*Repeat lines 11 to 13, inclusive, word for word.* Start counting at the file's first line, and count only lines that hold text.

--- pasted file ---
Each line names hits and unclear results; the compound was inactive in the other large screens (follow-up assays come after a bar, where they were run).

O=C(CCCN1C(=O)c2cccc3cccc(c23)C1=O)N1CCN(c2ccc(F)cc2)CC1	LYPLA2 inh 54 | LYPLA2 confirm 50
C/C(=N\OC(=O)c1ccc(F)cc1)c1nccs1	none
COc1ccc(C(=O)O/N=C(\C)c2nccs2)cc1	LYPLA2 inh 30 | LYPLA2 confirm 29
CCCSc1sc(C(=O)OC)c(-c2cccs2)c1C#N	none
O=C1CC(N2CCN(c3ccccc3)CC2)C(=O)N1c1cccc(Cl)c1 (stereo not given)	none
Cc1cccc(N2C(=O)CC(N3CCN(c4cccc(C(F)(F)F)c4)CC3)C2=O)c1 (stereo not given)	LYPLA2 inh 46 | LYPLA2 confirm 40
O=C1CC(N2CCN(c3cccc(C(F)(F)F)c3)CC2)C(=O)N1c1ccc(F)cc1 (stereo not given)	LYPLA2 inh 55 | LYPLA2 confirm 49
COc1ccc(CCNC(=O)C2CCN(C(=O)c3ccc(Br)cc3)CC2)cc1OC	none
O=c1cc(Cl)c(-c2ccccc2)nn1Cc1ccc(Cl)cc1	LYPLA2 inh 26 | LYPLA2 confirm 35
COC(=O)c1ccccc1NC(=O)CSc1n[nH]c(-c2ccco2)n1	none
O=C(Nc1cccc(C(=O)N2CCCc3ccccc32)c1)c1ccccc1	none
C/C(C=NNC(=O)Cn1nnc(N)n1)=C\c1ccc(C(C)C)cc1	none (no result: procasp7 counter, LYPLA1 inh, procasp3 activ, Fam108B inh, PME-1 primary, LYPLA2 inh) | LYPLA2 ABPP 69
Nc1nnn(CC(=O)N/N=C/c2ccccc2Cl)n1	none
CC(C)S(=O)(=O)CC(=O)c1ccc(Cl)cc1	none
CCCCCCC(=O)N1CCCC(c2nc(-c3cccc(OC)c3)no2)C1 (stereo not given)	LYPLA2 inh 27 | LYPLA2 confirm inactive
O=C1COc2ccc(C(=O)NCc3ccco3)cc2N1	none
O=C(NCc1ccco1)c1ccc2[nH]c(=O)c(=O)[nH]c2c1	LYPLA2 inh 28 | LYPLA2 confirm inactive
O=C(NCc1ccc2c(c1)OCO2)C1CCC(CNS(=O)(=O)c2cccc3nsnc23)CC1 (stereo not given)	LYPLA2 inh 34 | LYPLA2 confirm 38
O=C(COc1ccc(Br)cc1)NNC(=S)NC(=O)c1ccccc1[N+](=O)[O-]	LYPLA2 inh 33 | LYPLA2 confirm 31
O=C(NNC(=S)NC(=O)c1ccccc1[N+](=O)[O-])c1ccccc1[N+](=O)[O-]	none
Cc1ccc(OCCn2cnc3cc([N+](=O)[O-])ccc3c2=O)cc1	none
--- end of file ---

COC(=O)c1ccccc1NC(=O)CSc1n[nH]c(-c2ccco2)n1	none
O=C(Nc1cccc(C(=O)N2CCCc3ccccc32)c1)c1ccccc1	none
C/C(C=NNC(=O)Cn1nnc(N)n1)=C\c1ccc(C(C)C)cc1	none (no result: procasp7 counter, LYPLA1 inh, procasp3 activ, Fam108B inh, PME-1 primary, LYPLA2 inh) | LYPLA2 ABPP 69